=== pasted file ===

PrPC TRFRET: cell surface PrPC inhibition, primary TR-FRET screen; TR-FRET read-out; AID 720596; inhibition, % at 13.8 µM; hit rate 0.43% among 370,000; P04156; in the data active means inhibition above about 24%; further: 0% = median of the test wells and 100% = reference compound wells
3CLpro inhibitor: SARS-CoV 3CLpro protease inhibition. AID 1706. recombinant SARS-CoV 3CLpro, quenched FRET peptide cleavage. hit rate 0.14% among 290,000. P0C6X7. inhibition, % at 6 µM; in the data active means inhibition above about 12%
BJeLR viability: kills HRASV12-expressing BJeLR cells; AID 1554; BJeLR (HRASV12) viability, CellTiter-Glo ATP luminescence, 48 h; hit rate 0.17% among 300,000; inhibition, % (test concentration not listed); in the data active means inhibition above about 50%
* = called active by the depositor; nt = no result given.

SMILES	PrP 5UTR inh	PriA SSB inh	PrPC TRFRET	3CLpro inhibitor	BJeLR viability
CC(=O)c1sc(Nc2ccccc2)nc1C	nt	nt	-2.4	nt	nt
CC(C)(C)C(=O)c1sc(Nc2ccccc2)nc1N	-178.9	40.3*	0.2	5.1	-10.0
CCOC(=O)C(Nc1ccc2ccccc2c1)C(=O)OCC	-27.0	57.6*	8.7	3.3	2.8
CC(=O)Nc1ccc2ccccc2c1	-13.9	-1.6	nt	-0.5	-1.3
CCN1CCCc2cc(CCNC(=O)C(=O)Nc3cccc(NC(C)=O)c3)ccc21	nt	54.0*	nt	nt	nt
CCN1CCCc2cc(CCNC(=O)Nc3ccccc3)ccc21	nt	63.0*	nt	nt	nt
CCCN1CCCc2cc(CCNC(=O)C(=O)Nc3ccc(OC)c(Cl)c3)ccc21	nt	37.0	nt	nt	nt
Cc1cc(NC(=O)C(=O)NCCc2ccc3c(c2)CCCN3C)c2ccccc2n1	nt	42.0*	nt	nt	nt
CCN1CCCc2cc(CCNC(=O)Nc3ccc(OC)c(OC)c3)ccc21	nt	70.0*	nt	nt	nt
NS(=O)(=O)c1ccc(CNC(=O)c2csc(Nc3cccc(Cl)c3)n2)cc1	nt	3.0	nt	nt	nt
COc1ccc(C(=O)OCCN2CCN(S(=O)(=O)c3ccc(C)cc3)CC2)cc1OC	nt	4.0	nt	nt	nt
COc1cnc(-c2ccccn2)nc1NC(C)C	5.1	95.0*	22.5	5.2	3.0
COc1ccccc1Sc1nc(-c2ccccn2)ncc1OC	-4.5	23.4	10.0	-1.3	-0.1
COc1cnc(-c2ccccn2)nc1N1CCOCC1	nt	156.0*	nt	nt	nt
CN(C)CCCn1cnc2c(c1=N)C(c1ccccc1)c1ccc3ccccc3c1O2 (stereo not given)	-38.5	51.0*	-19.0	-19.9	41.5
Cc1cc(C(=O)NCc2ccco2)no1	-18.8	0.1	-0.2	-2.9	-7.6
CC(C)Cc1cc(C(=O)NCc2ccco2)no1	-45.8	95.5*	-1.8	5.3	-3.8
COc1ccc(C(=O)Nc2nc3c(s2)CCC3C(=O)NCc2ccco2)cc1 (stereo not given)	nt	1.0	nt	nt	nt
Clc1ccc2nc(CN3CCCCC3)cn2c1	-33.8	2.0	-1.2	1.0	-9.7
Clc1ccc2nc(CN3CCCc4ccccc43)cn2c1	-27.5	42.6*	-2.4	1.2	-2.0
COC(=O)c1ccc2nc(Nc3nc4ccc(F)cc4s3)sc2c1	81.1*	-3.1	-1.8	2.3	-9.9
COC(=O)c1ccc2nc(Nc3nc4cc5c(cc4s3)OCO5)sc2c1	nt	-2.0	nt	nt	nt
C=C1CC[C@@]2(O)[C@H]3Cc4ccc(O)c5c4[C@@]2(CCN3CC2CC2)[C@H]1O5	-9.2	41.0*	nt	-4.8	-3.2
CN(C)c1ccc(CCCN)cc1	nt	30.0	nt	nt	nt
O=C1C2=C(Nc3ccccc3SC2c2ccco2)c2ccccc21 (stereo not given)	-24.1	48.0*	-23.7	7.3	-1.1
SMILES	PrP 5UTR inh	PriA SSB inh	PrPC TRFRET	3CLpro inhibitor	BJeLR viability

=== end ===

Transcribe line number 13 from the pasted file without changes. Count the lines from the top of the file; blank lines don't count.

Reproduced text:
Cc1cc(NC(=O)C(=O)NCCc2ccc3c(c2)CCCN3C)c2ccccc2n1	nt	42.0*	nt	nt	nt